Tuesday, January 26, 2010

Truth Love And A Little Malice

Truth Love And A Little Malice
Autobiography : Khushwant Singh
Edition 2002
Publisher: Viking
My Rating : 5 Stars and my best smiley :D

I started reading this book only to overcome an extreme bout of laziness that had struck me in the past few weeks. Not only was I on complete bed rest, I had begun to sleep 14 hours.. Without exaggeration my only activity in the day was perhaps, rolling my eyes (Btw, I'm pretty good at that!) I knew K.Singh primarily as a Sikh writer, and half expected this to be a long history of Sikhism and its teachings, but took it up anyway.

Am I thankful!
This book is
wait for it
dary! (Yes, I have watched 4 seasons of HIMYM in around 4 days!)

Khushwant Singh might sound provocative or controversial to many but maybe thats because he's brutally honest. And face it, truth does bite.

Khushwant Singh was born in 1915 in Hadali, Punjab; educated in Government College, Lahore and Kings College in London. He worked as a lawyer in Lahore, with the Indian Ministry Of External Affairs, as a diplomat in Paris and Canada, and even with UNESCO in Paris.
In the first few chapters of the book, he comes across as a spoilt brat, who was, to put it simply, living off his fathers wealth (They owned more than half of Delhi around the time of Partition and after. Infact, their houses and buildings are the Bhavans and abodes for our politicians and diplomats.)He never really stood out academically, completed his three year law degree in five years, and took to scotch like a fish to water. But it was perhaps his love for traveling and reading, and the brazen confidence to say anything to anyone that unflinching financial and emotional security gives you that saw him through. Also, the courage to leave a conventional profession and take a chance as a writer. But then again, I think he was lucky because he always had something to fall back upon.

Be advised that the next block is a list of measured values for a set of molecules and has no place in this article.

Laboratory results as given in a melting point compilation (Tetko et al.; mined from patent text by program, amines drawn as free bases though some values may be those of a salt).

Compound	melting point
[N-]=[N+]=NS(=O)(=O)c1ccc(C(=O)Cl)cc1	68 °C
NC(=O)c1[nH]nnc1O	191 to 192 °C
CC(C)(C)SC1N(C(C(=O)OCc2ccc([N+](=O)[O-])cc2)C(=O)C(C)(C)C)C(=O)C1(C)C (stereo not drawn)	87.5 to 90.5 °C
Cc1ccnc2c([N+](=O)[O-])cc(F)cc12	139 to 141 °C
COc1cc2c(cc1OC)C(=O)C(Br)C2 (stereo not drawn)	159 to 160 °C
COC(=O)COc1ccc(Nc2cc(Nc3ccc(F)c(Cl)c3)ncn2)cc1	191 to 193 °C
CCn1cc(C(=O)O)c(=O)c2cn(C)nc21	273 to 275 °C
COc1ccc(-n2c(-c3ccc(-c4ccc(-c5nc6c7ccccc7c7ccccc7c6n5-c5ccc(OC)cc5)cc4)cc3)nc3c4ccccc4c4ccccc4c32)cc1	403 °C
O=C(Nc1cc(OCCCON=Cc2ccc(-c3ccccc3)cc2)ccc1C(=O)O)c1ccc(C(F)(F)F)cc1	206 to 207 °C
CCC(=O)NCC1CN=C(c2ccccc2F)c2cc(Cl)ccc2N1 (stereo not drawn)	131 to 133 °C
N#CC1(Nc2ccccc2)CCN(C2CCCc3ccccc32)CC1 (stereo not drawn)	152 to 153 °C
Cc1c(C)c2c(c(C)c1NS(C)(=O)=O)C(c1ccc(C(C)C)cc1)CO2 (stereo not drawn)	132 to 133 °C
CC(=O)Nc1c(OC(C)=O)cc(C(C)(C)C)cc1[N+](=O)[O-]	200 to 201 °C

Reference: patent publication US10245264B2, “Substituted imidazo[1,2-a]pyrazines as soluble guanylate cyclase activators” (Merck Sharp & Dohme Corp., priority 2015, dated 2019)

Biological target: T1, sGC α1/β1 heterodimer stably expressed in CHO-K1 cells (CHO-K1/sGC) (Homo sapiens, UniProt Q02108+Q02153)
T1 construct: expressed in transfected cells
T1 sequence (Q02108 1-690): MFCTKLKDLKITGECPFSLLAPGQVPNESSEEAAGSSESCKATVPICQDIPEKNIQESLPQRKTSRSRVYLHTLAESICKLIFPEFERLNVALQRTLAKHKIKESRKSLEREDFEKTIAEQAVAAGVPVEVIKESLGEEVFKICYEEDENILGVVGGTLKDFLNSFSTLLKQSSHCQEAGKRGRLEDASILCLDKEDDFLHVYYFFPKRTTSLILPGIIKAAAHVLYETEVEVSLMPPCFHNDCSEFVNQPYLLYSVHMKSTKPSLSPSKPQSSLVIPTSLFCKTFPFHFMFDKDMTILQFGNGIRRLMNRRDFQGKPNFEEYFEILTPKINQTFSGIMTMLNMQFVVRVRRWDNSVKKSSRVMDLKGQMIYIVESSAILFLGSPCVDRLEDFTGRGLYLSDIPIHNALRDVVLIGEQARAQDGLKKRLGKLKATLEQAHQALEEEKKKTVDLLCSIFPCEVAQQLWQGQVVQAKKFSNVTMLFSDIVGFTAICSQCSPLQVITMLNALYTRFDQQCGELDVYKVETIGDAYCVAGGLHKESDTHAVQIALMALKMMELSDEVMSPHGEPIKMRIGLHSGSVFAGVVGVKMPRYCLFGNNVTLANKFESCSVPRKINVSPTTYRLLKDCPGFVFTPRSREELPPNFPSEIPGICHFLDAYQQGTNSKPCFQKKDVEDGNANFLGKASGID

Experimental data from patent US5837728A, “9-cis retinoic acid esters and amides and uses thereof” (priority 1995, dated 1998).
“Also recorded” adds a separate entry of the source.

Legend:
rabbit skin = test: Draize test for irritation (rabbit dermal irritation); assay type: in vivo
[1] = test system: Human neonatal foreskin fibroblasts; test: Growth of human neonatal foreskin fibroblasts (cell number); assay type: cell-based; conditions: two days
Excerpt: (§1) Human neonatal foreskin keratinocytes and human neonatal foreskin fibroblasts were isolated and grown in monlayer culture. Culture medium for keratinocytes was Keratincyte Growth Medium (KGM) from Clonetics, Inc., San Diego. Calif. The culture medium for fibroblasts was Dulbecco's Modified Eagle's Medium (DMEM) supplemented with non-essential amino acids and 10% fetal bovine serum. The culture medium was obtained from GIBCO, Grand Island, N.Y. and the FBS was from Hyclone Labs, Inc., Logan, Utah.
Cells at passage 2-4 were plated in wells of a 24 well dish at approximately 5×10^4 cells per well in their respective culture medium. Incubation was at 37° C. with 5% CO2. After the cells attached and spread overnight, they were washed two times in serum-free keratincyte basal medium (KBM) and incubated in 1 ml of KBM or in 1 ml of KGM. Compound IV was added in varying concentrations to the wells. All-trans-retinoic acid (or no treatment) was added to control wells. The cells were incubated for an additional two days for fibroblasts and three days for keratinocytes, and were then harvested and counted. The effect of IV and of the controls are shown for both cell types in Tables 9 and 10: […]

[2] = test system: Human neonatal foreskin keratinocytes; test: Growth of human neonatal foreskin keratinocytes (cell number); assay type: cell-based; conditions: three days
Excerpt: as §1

The best thing, about him as a writer is that, he spoke and wrote what he really thought, irrespective of the consequences. His take on everyone, from his school friends to the Prime Minister Of India is truly his own and thats what draws one towards his writing.
As an individual, I am still to come to terms with that.. I am not very sure of just how blunt one should be. I can safely say that I don't lie about what I like or don't like, just to make some else feel better; but nor can I say that I just blurt out the first thing that comes to my mind. I have tried that and I'm telling you, its dangerous (when you try and break the 'indomitable' male ego) and potentially explosive (when talking to the 'girl-in-distress'). Either case, you're in trouble before you even think you've begun. So I tend to understand what kind of person I am talking to before I speak too much.If I sense danger, instead of lying, I keep my views to myself. In any case, its better than back-biting or handling crying girls.
Though I still don't know if that's right or wrong.

'The problem with law is that it has very little to do with justice'
I really liked this one liner.